Last fall, during the debate on airstrikes in Syria, commentators argued that the United States needed to act in order to preserve the credibility of American threats. If the “red line” that President Obama announced a year earlier wasn’t enforced, the argument went, dictators would be able to act with impunity.
Interestingly, political scientists have offered serious critiques of credibility arguments, demonstrating not only that they are logically problematic but also that there is little historical support for them. Some foreign policy bloggers pointed this out during the Syria debate. But the credibility argument wasn’t a big part of the legal debate over Syria. (One notable exception was Lawfare’s own Wells Bennett.)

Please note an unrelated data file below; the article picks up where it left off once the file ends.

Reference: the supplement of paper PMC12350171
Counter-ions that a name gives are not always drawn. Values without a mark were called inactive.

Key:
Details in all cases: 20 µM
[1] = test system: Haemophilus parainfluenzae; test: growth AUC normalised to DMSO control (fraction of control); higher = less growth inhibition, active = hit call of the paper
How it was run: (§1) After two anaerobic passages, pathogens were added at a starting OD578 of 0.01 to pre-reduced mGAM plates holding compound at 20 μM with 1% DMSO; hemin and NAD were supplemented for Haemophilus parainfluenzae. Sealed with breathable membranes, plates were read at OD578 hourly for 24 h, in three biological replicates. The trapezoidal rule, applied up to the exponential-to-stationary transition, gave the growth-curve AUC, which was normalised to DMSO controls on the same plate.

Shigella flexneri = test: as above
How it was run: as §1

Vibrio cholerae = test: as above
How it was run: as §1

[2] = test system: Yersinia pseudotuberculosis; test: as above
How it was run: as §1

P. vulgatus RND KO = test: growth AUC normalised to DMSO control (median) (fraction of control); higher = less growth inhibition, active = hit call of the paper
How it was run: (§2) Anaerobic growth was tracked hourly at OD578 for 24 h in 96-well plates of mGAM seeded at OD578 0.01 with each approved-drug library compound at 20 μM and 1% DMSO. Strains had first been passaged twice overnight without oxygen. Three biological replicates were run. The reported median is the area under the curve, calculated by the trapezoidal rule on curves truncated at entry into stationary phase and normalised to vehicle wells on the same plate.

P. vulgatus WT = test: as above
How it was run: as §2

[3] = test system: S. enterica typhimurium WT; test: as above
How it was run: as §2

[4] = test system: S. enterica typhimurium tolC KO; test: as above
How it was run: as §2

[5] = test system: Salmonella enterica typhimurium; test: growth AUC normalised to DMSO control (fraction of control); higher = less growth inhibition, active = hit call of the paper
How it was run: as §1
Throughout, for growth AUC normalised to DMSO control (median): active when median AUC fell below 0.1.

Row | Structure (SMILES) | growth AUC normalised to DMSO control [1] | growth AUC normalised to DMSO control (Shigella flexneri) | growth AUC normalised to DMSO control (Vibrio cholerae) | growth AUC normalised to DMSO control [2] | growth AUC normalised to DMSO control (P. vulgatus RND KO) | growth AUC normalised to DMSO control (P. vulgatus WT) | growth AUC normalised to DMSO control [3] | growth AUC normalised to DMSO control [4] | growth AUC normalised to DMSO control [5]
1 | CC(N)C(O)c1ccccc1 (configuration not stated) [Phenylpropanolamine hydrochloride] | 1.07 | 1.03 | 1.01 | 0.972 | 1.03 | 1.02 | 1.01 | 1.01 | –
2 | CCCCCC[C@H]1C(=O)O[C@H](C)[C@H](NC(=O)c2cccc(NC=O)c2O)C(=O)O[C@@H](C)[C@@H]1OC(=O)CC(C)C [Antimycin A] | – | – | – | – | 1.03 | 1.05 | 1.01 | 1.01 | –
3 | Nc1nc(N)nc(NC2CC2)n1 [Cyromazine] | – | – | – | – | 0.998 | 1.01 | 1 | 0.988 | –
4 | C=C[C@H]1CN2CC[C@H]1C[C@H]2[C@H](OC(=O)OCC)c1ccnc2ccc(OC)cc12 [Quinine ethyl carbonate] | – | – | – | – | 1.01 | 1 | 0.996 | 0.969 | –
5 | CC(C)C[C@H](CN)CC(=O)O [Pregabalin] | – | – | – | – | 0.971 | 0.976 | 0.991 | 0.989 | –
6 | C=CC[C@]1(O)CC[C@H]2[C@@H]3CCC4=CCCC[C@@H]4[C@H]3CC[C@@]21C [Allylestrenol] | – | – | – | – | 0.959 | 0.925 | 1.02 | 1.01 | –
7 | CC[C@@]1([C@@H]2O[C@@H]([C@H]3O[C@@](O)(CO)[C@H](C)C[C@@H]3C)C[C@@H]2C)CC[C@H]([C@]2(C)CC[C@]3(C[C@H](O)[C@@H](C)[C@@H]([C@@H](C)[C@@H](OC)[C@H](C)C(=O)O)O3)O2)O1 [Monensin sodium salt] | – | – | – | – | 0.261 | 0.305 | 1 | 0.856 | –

Over at the Harvard Law Review Forum, I have a new essay arguing that constitutional lawyers should be troubled by the political science research on credibility in foreign policy because “credibility” has migrated from foreign policy debates into the law of war powers. In a series of opinions since the end of the Cold War, the Office of Legal Counsel has argued that the “credibility” of the UN Security Council is a “national interest” that can justify presidential authority to use force without prior congressional approval.
The result is that preserving the “credibility” of the UN is a contributing---and perhaps even sufficient (OLC is unclear on sufficiency)---reason for the President to use force without prior congressional approval. This is problematic because the political science research, basic reasoning about credibility, and concerns about future OLC expansion of the “credibility” category all suggest that credibility arguments are a weak policy foundation for unilateral presidential war powers.
Ganesh Sitaraman is an Assistant Professor of Law at Vanderbilt Law School.